For the trip with a mixed group of Europeans and Saudis, Salem brought a hot-air balloon, a four-wheel drive Volkswagen camper equipped with all types of gizmos. After stopping at his estate in London, the group flew to Salzburg, where they went skiing at Kitzbuhel and Salem bought everyone skis, boots, parkas and pants and they went to a party at a villa belonging to arms dealer Adnan Kashoggi.

Salem then flew the group to Marbella, Spain and on to Cairo for New Year's Eve. Finally, they landed in Peshawar, where they were greeted by Osama, who was helping arm the Afghan resistance. While Osama showed them refugee camps for Afghan civilians, Salem recorded the scene on video.

What Made Salem So Different

Why did Osama turn out so different from Salem?

"Salem went to boarding school in England, where he played in a rock band and he had this great adventure," says Coll. "None of his brothers had that experience, the privilege. He had that confidence of the eldest son… And he was American in his outlook on life, drawn to open spaces, to sense of play and possibility."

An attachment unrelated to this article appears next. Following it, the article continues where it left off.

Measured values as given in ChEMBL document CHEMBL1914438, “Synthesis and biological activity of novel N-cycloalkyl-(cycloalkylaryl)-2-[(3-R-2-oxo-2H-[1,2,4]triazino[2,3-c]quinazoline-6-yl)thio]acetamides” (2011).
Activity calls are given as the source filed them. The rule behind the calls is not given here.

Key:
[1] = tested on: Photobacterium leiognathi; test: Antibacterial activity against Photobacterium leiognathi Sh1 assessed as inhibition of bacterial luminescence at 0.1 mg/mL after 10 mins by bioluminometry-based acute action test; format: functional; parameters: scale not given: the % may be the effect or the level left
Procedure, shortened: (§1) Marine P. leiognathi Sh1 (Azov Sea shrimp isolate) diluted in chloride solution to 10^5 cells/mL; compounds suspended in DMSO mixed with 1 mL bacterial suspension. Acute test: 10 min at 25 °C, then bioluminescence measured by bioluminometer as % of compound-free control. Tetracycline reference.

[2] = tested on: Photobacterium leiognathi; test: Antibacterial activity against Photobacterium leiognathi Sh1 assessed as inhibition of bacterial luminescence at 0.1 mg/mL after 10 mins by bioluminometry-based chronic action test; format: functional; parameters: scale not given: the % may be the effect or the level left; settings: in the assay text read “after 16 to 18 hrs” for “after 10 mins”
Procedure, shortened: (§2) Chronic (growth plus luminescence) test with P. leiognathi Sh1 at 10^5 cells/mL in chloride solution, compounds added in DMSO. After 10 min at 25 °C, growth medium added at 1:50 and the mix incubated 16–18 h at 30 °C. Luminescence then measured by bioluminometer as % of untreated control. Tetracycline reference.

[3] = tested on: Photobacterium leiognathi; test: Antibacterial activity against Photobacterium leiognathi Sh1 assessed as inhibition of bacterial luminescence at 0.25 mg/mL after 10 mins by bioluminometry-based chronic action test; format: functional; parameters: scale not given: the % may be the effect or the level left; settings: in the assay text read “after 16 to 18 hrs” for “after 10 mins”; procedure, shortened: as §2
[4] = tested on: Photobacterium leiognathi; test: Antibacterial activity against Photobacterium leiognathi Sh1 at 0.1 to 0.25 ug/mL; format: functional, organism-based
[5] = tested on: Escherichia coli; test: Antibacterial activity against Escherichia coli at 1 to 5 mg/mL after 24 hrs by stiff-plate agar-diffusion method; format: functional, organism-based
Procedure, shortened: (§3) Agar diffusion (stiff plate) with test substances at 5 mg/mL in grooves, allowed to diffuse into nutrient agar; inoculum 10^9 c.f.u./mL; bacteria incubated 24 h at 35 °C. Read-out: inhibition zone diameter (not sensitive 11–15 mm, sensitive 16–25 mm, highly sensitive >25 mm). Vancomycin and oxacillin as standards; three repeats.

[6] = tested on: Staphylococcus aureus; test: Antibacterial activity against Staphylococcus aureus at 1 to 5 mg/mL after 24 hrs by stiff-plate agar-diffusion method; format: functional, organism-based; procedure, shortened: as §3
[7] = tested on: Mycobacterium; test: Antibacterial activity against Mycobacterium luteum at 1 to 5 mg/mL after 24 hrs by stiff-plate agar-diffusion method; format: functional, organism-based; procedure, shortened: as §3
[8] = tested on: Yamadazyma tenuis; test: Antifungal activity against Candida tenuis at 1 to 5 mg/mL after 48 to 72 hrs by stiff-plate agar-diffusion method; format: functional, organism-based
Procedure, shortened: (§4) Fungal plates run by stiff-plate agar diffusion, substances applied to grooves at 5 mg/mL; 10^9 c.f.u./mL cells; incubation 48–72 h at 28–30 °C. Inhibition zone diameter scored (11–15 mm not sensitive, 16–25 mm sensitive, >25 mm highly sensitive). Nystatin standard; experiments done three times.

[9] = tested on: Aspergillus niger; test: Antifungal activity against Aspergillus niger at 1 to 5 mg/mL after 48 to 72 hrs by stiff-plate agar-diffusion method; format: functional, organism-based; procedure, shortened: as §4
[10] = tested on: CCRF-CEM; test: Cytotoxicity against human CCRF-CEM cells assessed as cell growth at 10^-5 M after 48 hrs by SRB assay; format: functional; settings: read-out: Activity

Indeed, what is striking about the family is the degree to which America exerted an intense fascination and temptation. While Salem and other brothers and sisters became avid consumers, Osama was eventually repelled and retreated into a more austere existence.

From the beginning, America cast a spell on Mohamed's brood of children.

Osama's favorite TV shows included "Bonanza" and "Fury," which appealed to him since it featured a troubled orphan boy who goes to live on a ranch and tamed wild horses, especially a black stallion named Fury. Osama later became passionate about horses, owning as many as 20 on his own ranch south of Jeddah.

Later, he took his half-brothers to cowboy and karate movies while he attended boarding school in Beirut. Osama bought fancy cars, including a Lincoln and a Mercedes sedan, wrecking one of them when he drove too fast.

But after falling under the influence of Islamic scholar-teachers and becoming religious, Osama rejected Americana and Western influences.

He would not let his own children drink from a straw because they did not exist during the time of Mohammed, refused to let them put ice in their drinks because it would soften them, and banned Tabasco sauce because it was an American product.